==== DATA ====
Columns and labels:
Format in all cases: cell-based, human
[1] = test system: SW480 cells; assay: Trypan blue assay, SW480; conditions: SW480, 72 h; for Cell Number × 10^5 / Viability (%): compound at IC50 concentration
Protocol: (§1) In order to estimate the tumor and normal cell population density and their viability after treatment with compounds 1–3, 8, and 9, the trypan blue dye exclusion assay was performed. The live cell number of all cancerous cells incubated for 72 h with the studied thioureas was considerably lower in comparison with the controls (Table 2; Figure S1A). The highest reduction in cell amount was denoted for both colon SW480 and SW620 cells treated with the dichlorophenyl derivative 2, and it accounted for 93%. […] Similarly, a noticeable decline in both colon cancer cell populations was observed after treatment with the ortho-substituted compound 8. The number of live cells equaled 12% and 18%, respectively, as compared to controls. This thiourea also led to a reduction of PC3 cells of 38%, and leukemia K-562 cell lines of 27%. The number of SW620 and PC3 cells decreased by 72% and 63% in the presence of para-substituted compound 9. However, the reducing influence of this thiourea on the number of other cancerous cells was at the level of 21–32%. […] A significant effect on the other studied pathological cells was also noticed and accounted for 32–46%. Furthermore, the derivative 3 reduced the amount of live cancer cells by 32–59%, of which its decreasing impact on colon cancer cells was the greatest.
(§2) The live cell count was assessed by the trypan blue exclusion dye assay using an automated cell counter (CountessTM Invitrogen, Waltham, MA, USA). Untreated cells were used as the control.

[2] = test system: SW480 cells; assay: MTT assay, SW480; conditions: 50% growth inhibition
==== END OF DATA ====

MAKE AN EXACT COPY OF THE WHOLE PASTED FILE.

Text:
Columns and labels:
Format in all cases: cell-based, human
[1] = test system: SW480 cells; assay: Trypan blue assay, SW480; conditions: SW480, 72 h; for Cell Number × 10^5 / Viability (%): compound at IC50 concentration
Protocol: (§1) In order to estimate the tumor and normal cell population density and their viability after treatment with compounds 1–3, 8, and 9, the trypan blue dye exclusion assay was performed. The live cell number of all cancerous cells incubated for 72 h with the studied thioureas was considerably lower in comparison with the controls (Table 2; Figure S1A). The highest reduction in cell amount was denoted for both colon SW480 and SW620 cells treated with the dichlorophenyl derivative 2, and it accounted for 93%. […] Similarly, a noticeable decline in both colon cancer cell populations was observed after treatment with the ortho-substituted compound 8. The number of live cells equaled 12% and 18%, respectively, as compared to controls. This thiourea also led to a reduction of PC3 cells of 38%, and leukemia K-562 cell lines of 27%. The number of SW620 and PC3 cells decreased by 72% and 63% in the presence of para-substituted compound 9. However, the reducing influence of this thiourea on the number of other cancerous cells was at the level of 21–32%. […] A significant effect on the other studied pathological cells was also noticed and accounted for 32–46%. Furthermore, the derivative 3 reduced the amount of live cancer cells by 32–59%, of which its decreasing impact on colon cancer cells was the greatest.
(§2) The live cell count was assessed by the trypan blue exclusion dye assay using an automated cell counter (CountessTM Invitrogen, Waltham, MA, USA). Untreated cells were used as the control.

[2] = test system: SW480 cells; assay: MTT assay, SW480; conditions: 50% growth inhibition